Pair it with Living Color (Houghton Mifflin, $17; ages 8-10), in which author/illustrator Steve Jenkins blends his trademark collage illustrations with snappy facts illuminating how animals' colors help them survive.

An endangered Sumatran rhinoceros named Emi stars in Emi and the Rhino Scientist (Houghton Mifflin, $18; ages 8-14), an engaging new volume in the critically acclaimed "Scientists in the Field" series. Author Mary Kay Carson and photographer Tom Uhlman take readers into the world of Terri Roth, director of the Cincinnati Zoo's Center for Conservation and Research of Endangered Wildlife. Roth spent years trying to figure out how to help Emi carry a pregnancy to term; eventually, she took a chance by giving Emi the same hormone supplements she doled out to her pet horses. The gamble paid off, and Emi has since given birth to two healthy offspring.

Science takes center stage in Cool Stuff 2.0 and How It Works (DK, $24.99; ages 10 and up). In this photo-filled book, kids get an inside look at a toilet whose high-tech water nozzle and air drying system eliminate the need for toilet paper, a bed that relies on magnetism to float in the air, and the "vomit comet" used by NASA to accustom astronauts to the nausea-inducing effects of weightlessness. Authors Chris Woodford and Jon Woodcock give each topic a two-page spread filled with short bursts of facts. Some of the items in this snazzily covered book, like the "petcam," are frivolous; others -- such as the LifeStraw, a device that filters impure water as a person sucks it in -- offer hope for developing countries.

Young readers fascinated by space will love Planets, Stars, and Galaxies (National Geographic, $24.95; ages 10 and up). This volume by David A. Aguilar readily lives up to its subtitle: "A Visual Encyclopedia of Our Universe." It features information about everything from UFOs to Pluto's new status as a dwarf planet. Aguilar's clear text, as well as numerous illustrations, photos and fact boxes, make outer space fun for young readers.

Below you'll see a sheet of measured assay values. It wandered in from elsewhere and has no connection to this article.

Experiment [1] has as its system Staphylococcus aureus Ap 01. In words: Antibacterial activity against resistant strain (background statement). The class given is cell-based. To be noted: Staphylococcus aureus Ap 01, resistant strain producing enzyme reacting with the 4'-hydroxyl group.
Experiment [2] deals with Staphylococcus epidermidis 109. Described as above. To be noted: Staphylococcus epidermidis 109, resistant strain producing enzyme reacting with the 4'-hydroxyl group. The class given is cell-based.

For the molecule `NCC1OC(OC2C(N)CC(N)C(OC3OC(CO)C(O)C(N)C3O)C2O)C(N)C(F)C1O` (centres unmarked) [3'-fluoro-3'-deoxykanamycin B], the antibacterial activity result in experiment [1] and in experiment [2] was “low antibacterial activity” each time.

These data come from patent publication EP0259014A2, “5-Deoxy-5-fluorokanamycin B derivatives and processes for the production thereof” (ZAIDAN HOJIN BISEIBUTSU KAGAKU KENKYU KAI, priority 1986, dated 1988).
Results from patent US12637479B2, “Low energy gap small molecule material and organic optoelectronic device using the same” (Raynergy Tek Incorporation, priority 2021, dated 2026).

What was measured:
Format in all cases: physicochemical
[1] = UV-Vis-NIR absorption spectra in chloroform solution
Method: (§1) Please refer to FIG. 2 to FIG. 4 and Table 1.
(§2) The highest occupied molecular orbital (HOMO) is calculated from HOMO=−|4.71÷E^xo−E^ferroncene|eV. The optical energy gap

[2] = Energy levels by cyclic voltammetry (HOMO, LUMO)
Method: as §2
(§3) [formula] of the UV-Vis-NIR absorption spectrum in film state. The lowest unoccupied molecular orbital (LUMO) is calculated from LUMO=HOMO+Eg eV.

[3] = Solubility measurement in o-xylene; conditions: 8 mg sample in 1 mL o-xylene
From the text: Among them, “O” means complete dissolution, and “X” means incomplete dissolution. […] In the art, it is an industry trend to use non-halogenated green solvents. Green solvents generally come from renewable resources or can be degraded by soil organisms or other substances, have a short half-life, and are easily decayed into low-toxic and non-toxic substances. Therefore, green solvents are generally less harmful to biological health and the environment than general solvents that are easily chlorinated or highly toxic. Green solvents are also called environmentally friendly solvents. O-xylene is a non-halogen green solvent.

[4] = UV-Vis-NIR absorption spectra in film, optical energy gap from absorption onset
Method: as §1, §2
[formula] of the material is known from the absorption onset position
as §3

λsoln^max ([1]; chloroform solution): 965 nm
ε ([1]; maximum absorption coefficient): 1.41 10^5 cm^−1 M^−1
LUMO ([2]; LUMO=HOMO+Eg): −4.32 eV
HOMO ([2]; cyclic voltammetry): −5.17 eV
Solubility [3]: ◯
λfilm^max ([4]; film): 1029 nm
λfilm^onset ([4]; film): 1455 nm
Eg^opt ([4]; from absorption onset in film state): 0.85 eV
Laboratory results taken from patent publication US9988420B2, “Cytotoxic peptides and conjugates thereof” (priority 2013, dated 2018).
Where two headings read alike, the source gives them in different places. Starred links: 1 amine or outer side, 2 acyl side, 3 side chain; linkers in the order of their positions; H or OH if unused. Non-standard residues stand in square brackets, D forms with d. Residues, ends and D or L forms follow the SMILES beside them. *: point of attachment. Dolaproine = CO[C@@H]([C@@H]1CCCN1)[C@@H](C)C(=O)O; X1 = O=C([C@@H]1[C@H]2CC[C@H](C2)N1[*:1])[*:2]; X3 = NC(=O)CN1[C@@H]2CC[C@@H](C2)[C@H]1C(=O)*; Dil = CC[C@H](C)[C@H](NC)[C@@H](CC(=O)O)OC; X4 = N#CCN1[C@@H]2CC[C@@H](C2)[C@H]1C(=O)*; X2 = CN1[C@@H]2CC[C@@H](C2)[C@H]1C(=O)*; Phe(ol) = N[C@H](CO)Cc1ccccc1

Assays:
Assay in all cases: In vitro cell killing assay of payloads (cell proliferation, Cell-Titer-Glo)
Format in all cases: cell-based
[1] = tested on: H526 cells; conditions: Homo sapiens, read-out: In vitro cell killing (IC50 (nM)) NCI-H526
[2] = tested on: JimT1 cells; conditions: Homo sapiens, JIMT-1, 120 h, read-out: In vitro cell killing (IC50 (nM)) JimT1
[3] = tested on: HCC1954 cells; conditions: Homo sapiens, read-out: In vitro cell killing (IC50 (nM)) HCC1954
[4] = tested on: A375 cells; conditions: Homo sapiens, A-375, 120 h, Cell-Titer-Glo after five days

And a few more great nonfiction books for kids:

In Face To Face With Dolphins, photographer/author Flip Nicklin and his wife, Linda, recount their adventures photographing these playful mammals. A companion volume is Face To Face With Polar Bears, by author/photographer Norbert Rosing with co-author Elizabeth Carney. (National Geographic, $16.95 each, ages 7-10).

Author Lauren Thompson and photographer James Estrin relate how five girls with muscular disabilities realize their desire to dance in the inspiring Ballerina Dreams (Feiwel and Friends, $16.95; ages 5-8).

Warriors (Atheneum, $21.99; ages 7-10), written by James Harpur, uses fold-out pages, pop-ups and a lively layout to give readers the basics about some of history's greatest fighters.

Karen MacPherson, who writes a weekly children's book review column for Scripps Howard News Service, is the children's/teen librarian at the Takoma Park, Md., Library.